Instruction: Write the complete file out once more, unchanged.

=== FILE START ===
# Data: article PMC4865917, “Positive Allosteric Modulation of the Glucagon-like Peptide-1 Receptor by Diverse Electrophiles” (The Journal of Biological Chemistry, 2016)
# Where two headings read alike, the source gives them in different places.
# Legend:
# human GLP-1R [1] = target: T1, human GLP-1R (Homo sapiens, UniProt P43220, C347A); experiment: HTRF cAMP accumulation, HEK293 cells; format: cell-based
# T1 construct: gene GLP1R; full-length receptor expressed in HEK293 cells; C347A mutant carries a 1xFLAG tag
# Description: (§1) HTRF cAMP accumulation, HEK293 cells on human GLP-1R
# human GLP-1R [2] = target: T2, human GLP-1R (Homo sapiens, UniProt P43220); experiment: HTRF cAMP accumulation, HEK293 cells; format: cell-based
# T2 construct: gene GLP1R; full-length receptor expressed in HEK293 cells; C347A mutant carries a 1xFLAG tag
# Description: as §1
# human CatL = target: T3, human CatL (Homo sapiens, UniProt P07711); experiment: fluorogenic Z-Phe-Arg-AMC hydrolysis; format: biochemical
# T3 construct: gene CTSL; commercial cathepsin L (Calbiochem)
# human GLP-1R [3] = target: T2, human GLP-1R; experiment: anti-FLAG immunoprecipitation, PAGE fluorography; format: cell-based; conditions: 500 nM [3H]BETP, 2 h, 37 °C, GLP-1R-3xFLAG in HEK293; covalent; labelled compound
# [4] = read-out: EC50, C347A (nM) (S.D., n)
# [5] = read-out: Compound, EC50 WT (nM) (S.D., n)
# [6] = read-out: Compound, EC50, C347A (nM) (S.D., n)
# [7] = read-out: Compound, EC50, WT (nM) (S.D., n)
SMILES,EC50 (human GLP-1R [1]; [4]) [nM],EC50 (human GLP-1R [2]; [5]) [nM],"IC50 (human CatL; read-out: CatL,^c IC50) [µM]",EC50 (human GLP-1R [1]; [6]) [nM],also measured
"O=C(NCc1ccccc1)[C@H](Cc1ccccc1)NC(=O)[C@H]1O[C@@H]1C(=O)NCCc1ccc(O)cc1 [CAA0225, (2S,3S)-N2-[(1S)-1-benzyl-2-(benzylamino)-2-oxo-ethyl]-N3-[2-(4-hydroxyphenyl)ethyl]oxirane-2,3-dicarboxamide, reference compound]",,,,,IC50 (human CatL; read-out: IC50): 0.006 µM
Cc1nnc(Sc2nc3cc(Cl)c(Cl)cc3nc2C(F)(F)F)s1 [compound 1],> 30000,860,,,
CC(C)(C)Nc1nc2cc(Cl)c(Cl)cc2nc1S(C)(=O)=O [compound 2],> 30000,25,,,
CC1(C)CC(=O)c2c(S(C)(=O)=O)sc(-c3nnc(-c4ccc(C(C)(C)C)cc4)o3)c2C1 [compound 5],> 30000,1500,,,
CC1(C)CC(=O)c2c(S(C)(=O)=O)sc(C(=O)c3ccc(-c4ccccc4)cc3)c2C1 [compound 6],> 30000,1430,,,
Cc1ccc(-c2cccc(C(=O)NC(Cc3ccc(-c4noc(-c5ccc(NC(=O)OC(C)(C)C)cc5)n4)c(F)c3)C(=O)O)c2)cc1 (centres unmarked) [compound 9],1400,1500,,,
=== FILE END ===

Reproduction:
# Data: article PMC4865917, “Positive Allosteric Modulation of the Glucagon-like Peptide-1 Receptor by Diverse Electrophiles” (The Journal of Biological Chemistry, 2016)
# Where two headings read alike, the source gives them in different places.
# Legend:
# human GLP-1R [1] = target: T1, human GLP-1R (Homo sapiens, UniProt P43220, C347A); experiment: HTRF cAMP accumulation, HEK293 cells; format: cell-based
# T1 construct: gene GLP1R; full-length receptor expressed in HEK293 cells; C347A mutant carries a 1xFLAG tag
# Description: (§1) HTRF cAMP accumulation, HEK293 cells on human GLP-1R
# human GLP-1R [2] = target: T2, human GLP-1R (Homo sapiens, UniProt P43220); experiment: HTRF cAMP accumulation, HEK293 cells; format: cell-based
# T2 construct: gene GLP1R; full-length receptor expressed in HEK293 cells; C347A mutant carries a 1xFLAG tag
# Description: as §1
# human CatL = target: T3, human CatL (Homo sapiens, UniProt P07711); experiment: fluorogenic Z-Phe-Arg-AMC hydrolysis; format: biochemical
# T3 construct: gene CTSL; commercial cathepsin L (Calbiochem)
# human GLP-1R [3] = target: T2, human GLP-1R; experiment: anti-FLAG immunoprecipitation, PAGE fluorography; format: cell-based; conditions: 500 nM [3H]BETP, 2 h, 37 °C, GLP-1R-3xFLAG in HEK293; covalent; labelled compound
# [4] = read-out: EC50, C347A (nM) (S.D., n)
# [5] = read-out: Compound, EC50 WT (nM) (S.D., n)
# [6] = read-out: Compound, EC50, C347A (nM) (S.D., n)
# [7] = read-out: Compound, EC50, WT (nM) (S.D., n)
SMILES,EC50 (human GLP-1R [1]; [4]) [nM],EC50 (human GLP-1R [2]; [5]) [nM],"IC50 (human CatL; read-out: CatL,^c IC50) [µM]",EC50 (human GLP-1R [1]; [6]) [nM],also measured
"O=C(NCc1ccccc1)[C@H](Cc1ccccc1)NC(=O)[C@H]1O[C@@H]1C(=O)NCCc1ccc(O)cc1 [CAA0225, (2S,3S)-N2-[(1S)-1-benzyl-2-(benzylamino)-2-oxo-ethyl]-N3-[2-(4-hydroxyphenyl)ethyl]oxirane-2,3-dicarboxamide, reference compound]",,,,,IC50 (human CatL; read-out: IC50): 0.006 µM
Cc1nnc(Sc2nc3cc(Cl)c(Cl)cc3nc2C(F)(F)F)s1 [compound 1],> 30000,860,,,
CC(C)(C)Nc1nc2cc(Cl)c(Cl)cc2nc1S(C)(=O)=O [compound 2],> 30000,25,,,
CC1(C)CC(=O)c2c(S(C)(=O)=O)sc(-c3nnc(-c4ccc(C(C)(C)C)cc4)o3)c2C1 [compound 5],> 30000,1500,,,
CC1(C)CC(=O)c2c(S(C)(=O)=O)sc(C(=O)c3ccc(-c4ccccc4)cc3)c2C1 [compound 6],> 30000,1430,,,
Cc1ccc(-c2cccc(C(=O)NC(Cc3ccc(-c4noc(-c5ccc(NC(=O)OC(C)(C)C)cc5)n4)c(F)c3)C(=O)O)c2)cc1 (centres unmarked) [compound 9],1400,1500,,,